"LOS ANGELES - Bob Dylan has always been a mercurial, artistic icon - revered, reviled, ever recasting himself, never justifying a thing. The first public glimpse of PBS' much-awaited Martin Scorsese portrait 'No Direction Home' makes clear Scorsese won't pin down the 1960s phenomenon. In fact, as TV critics learned Wednesday night at a heavily secured screening on a studio lot, the film seems destined, if not designed, to perpetuate the enigmatic persona.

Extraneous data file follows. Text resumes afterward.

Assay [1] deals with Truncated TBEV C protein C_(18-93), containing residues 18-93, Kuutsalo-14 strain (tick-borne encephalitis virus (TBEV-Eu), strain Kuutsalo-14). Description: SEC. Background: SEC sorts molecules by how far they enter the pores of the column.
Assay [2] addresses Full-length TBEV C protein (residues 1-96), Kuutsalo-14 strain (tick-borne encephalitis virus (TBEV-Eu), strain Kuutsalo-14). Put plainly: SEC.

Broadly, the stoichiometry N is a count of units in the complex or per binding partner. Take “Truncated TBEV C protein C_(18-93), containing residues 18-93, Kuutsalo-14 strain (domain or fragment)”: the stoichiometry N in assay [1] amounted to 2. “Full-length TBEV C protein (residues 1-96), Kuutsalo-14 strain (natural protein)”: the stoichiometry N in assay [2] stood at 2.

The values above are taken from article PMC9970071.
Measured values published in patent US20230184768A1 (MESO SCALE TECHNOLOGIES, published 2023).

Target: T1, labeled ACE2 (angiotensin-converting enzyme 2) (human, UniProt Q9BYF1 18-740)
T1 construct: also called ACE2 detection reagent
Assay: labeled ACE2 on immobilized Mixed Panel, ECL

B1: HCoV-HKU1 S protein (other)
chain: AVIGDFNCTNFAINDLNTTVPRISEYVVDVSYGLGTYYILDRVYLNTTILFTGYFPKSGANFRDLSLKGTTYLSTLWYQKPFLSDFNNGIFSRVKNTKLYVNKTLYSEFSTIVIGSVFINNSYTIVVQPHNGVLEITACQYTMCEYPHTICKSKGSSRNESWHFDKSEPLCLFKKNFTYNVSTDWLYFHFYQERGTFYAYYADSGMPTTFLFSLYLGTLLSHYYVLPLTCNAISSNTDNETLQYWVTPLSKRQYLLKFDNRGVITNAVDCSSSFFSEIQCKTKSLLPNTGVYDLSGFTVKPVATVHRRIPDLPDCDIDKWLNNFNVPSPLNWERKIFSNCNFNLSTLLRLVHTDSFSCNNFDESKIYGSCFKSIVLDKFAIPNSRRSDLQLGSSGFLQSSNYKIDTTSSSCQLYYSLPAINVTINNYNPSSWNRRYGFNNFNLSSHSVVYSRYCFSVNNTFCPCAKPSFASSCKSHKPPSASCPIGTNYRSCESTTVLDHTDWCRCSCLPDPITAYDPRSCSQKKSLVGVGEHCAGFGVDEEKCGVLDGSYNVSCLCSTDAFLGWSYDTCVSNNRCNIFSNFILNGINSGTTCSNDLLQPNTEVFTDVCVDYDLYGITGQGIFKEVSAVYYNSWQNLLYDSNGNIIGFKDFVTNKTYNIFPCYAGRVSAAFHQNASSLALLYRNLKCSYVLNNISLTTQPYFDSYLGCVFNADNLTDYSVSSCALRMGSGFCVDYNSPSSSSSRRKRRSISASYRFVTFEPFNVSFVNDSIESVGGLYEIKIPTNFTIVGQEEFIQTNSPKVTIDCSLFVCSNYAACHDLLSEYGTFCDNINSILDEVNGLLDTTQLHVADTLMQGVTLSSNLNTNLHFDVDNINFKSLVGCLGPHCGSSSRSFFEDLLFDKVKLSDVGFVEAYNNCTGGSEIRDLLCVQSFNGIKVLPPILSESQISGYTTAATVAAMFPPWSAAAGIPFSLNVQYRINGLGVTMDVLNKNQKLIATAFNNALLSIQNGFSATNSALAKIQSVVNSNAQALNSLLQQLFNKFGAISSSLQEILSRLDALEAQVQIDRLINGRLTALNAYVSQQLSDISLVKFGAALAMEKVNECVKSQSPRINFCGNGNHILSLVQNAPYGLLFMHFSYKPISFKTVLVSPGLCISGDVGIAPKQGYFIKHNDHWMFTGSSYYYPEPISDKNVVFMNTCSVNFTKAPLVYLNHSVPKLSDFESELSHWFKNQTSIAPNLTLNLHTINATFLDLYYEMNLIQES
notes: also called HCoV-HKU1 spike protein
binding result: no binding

Dylan exercised unusual control over this 'American Masters' installment airing Sept. 25 and 26. While Dylan's management provided Scorsese a wealth of rare and unseen film footage from Dylan's breakthrough years, they also provided all the relatively recent interview footage with intimates such as Joan Baez, Dave Van Ronk, Al Kooper and Allen Ginsberg as well as Dylan himself. Rather than encompass his far-reaching musical legacy and impact, the portrait confines itself to his early musician years, from his Greenwich Village folk fame to his inflammatory decision to 'go electric.'"